Credit: Hamil R. Harris

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Alumni, students, historians, teachers, and community leaders were among the many who gathered at Woodrow Wilson High School on Tuesday night for a forum to discuss whether or not the time has come to change the name of the District’s largest high school, which is named after the 28th President of the United States.

The Wilson High School Diversity Task Force and the DC History and Justice Collective hosted the event at a time when the nation is embroiled in a debate over whether removing the names and statues of American icons found out to be racist really changes race relations in the county today. About 150 people attended.

“It happened a long time ago, he did a lot of good things. Why change the name?” said Wilson student Ayomi Wolff during the forum. “White people are being complacent. That is being complicit in racism … to say that it’s not worth it to change the name just because you may feel like you’re losing some school spirit—me at my school, I’m not losing any school spirit. I’m enacting school spirit by wanting to change the name.”

Wolff was among 10 people on a panel moderated by award winning journalistRay Suarez of the PBS NewsHour. School officials and community leaders say the event is only the beginning of a process to consider the renaming of Wilson High School, and many weighed in on the issue.

Wilson served as President from 1913 to 1921, and while he is credited with creating the League of Nations and other foreign policy initiatives, historians say that in the District of Columbia Wilson segregated the federal government, fired and demoted black employees, and set back progress in a city more progressive than the country.

Panelist for the forum included Alcione Amos, curator of the Smithsonian’s Anacostia Community Museum; Neil Flanagan, a historian of Fort Reno and the African American community that once lives there; James Fisher, a descendant of the last residents of the African-American village on Broad Branch Road; two Wilson students; and Wilson history teacher Michele Bollinger.

Flanagan said after the forum that the important thing is to continue the dialogue. Event organizer Judy Ingramsaid, “The trend is to change the name of the school and it is for all of the right reasons.”

But John Milton Cooper, a member of the Wilson Class of 1957, disagrees. Cooper, a retired professor at the University of Wisconsin, doesn’t think that the school’s name should change.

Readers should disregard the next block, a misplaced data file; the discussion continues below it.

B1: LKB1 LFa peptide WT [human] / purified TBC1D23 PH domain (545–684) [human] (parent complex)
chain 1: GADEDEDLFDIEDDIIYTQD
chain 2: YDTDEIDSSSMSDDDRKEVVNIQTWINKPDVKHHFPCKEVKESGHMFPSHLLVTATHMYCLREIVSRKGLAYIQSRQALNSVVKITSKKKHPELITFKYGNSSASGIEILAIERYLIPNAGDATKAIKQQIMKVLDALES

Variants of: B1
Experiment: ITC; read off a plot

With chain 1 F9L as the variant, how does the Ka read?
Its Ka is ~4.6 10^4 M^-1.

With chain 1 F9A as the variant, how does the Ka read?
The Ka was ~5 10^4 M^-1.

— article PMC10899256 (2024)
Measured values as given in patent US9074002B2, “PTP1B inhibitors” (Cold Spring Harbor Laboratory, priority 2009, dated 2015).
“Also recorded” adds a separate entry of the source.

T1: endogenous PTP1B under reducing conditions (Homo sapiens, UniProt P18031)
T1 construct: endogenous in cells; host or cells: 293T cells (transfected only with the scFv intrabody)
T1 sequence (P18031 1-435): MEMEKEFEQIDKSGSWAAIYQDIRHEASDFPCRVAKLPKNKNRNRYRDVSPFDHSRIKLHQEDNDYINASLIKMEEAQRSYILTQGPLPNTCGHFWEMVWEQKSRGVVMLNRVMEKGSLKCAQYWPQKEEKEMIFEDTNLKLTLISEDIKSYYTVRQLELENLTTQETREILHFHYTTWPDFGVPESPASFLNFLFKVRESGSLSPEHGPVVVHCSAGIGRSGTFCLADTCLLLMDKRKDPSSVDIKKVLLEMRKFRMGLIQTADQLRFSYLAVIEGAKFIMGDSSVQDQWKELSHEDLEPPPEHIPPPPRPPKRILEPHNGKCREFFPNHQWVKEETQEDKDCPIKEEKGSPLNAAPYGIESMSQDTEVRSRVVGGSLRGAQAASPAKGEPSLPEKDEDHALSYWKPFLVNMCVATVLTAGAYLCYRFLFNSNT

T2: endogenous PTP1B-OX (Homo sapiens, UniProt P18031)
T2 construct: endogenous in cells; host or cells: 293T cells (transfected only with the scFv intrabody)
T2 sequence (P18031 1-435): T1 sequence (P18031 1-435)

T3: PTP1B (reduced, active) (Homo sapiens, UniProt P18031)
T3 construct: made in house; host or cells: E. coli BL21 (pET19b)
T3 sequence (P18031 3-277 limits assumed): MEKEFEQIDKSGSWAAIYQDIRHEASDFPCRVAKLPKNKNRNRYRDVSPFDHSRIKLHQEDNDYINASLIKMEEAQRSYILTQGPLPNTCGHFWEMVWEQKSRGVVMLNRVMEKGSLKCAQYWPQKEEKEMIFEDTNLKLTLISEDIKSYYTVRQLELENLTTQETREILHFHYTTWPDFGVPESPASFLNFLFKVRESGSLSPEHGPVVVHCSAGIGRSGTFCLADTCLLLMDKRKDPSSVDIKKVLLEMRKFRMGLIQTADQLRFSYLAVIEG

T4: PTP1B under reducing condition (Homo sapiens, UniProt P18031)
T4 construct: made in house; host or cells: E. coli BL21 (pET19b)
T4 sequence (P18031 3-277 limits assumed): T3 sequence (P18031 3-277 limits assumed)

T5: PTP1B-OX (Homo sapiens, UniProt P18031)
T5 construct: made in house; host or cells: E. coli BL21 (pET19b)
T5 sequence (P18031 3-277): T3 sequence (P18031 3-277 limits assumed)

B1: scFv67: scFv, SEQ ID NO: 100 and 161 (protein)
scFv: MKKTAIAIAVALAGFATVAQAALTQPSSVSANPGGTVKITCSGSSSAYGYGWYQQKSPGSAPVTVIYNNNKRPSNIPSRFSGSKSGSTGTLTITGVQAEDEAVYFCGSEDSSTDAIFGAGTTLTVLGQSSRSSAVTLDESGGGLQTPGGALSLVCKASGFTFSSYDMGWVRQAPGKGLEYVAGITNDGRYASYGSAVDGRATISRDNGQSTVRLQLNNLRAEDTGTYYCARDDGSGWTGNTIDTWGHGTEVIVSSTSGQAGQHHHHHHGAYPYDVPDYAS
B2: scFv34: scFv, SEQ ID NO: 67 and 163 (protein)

“There should be consideration of what this school has been. It was not racially diverse back then. After Brown v. Board, the D.C. public school system moved two African-American teachers to Wilson and they were wonderful.”

In an interview after the event, Cooper said, “I think that it would be sad to change the name of an institution that has stood for academic excellence from a President who stood for academic excellence, who turned Princeton from a sleepy men’s college into an excellent institution.”

One resident from the audience said, “Wilson was a man of peace in his time. He tried to outlaw the lynching tree. Was he a racist? Absolutely. But what he did in his time he was progressive.”

Aaron Rosenthal said, “Where is the line? Jefferson, FDR. This town is named Washington. Are we going to change the name because he had slaves?”

Amos, who was sitting on the stage with the rest of the panel, told the audience: “Where is the line? This is a difficult question. The community must answer this question. This discussion is going on across the country. I think that the community has to decide this.”

“Sometimes these lines are difficult to draw. Not here. This is Washington D.C.” said Ruth Wattenberg after the program concluded. She is the president of the State Board of Education and its Ward 3 representative. She was pleased with a civil discussion between people who had differing viewpoints, but feels that given Wilson’s actions in the District, his name doesn’t belong on this school. 

“I enjoyed the panel because it helped to cement the legacy of Woodrow Wilson,” said Bollinger, the history teacher. “I regret all of the years I taught D.C. history and didn’t teach about Reno City. We are at the beginning of a process.”

In terms of the process of changing the school’s name, Wilson Principal Kim Martin, after hearing more from the community, said the next step will be in the hands of a Ward 3 Advisory Neighborhood Commission. That panel would make a recommendation and would then send the proposal to the DC State Board of Education, and then the D.C. Council.

“I think that the forum was excellent in sharing the story of Woodrow Wilson with the community,” Martin said. “So many of our students were unaware of this legacy and the racist past of Woodrow Wilson, but we will need to get much more input from the community.”